The United Nations International Day of Persons with Disabilities (IDPD) will be globally observed on Monday 3 December.
The theme for this year’s IDPD is “Empowering persons with disabilities and ensuring inclusiveness and equality”. This theme focuses on the empowering persons with disabilities for the inclusive, equitable and sustainable development.
The Day aims to promote an understanding of disability issues and mobilise support for the dignity, rights and well-being of persons with disabilities. It also seeks to increase awareness of gains to be derived from the integration of persons with disabilities in every aspect of political, social, economic and cultural life.
Liverpool is celebrating IDPD with partners DaDaFest who are a cutting edge disability and Deaf arts organisation based in Liverpool who develop and celebrate talent and excellence in disability and Deaf arts.
DaDaFest’s work is influenced and built by artists and organisations from around the world and focuses on the lived experience of disability. The busy festival programme of over 50 events includes exhibitions, performances, talks and workshops by both emerging and established artists is themed Passing: What’s your legacy?
Cabinet member for Inclusive and Accessible City, Cllr Pam Thomas said; “I am delighted that we will be lighting up St George’s Hall and the Town Hall in turquoise and yellow, these are the colours used by disabled people’s campaigns for equality since the 1990’s. Sir Bert Massie was instrumental in these campaigns.
Celebrating IDPD with Sir Bert’s wife Lady Maureen and the Mayor of Liverpool Joe Anderson, will be an absolute privilege. Discussing Sir Bert’s achievements as the Director of the Royal Association for Disability and Rehabilitation, Chairman of the Disability Rights Commission, founding Commissioner of its successor the Equality and Human Rights Commission and, governor of Motability and the impact he has had on the lives of disabled people across the world.”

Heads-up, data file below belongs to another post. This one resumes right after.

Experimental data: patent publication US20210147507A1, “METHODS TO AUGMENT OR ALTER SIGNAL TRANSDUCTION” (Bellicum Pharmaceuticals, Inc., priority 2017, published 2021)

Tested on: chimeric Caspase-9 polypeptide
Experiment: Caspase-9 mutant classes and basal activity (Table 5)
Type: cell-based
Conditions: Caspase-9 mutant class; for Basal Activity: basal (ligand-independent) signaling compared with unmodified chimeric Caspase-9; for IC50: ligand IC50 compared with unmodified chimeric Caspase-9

Artistic Director of DaDaFest, Ruth Gould, MBE said; “IDPD is an opportunity to light the city turquoise and yellow to represent disabled people’s rights globally. At DaDaFest we aim to promote disability and DDeaf arts capturing the lived experience of disability.”
At St. George’s Hall there are two exhibitions taking place as part of DaDaFest International. Until the Last Breath I Breathed by Martin O’Brien is a world premiere of a video installation. His performance and video art uses physical endurance, long durations, and pain based practices in order to examine what it means to be born with a life shortening disease. Simon McKeown’s No Passengers which presents an exciting and surreal view of British Invalid Carriage vehicles.
The greatest example of the theme of International Day of Persons with Disabilities is Sir Bert Massie who was a patron of DaDaFest and instrumental in abolishing the use of Invalid carriages and establishing Motability, the British car scheme for disabled people. His legacy has changed forever the rights of disabled people, for the better.